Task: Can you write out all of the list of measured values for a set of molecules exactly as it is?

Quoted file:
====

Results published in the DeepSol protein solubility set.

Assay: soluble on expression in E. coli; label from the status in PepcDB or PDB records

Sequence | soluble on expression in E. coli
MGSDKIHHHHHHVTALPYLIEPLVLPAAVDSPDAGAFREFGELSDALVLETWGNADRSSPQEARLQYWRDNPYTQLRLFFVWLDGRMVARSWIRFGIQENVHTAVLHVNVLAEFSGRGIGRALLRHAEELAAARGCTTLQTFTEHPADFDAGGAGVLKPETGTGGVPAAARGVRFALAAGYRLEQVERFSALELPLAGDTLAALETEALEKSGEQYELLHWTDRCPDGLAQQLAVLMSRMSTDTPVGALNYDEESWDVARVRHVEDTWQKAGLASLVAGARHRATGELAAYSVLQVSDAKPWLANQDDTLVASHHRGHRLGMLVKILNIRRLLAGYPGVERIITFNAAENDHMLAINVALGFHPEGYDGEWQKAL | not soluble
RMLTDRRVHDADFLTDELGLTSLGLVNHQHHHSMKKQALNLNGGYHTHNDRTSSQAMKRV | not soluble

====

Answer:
Results published in the DeepSol protein solubility set.

Assay: soluble on expression in E. coli; label from the status in PepcDB or PDB records

Sequence | soluble on expression in E. coli
MGSDKIHHHHHHVTALPYLIEPLVLPAAVDSPDAGAFREFGELSDALVLETWGNADRSSPQEARLQYWRDNPYTQLRLFFVWLDGRMVARSWIRFGIQENVHTAVLHVNVLAEFSGRGIGRALLRHAEELAAARGCTTLQTFTEHPADFDAGGAGVLKPETGTGGVPAAARGVRFALAAGYRLEQVERFSALELPLAGDTLAALETEALEKSGEQYELLHWTDRCPDGLAQQLAVLMSRMSTDTPVGALNYDEESWDVARVRHVEDTWQKAGLASLVAGARHRATGELAAYSVLQVSDAKPWLANQDDTLVASHHRGHRLGMLVKILNIRRLLAGYPGVERIITFNAAENDHMLAINVALGFHPEGYDGEWQKAL | not soluble
RMLTDRRVHDADFLTDELGLTSLGLVNHQHHHSMKKQALNLNGGYHTHNDRTSSQAMKRV | not soluble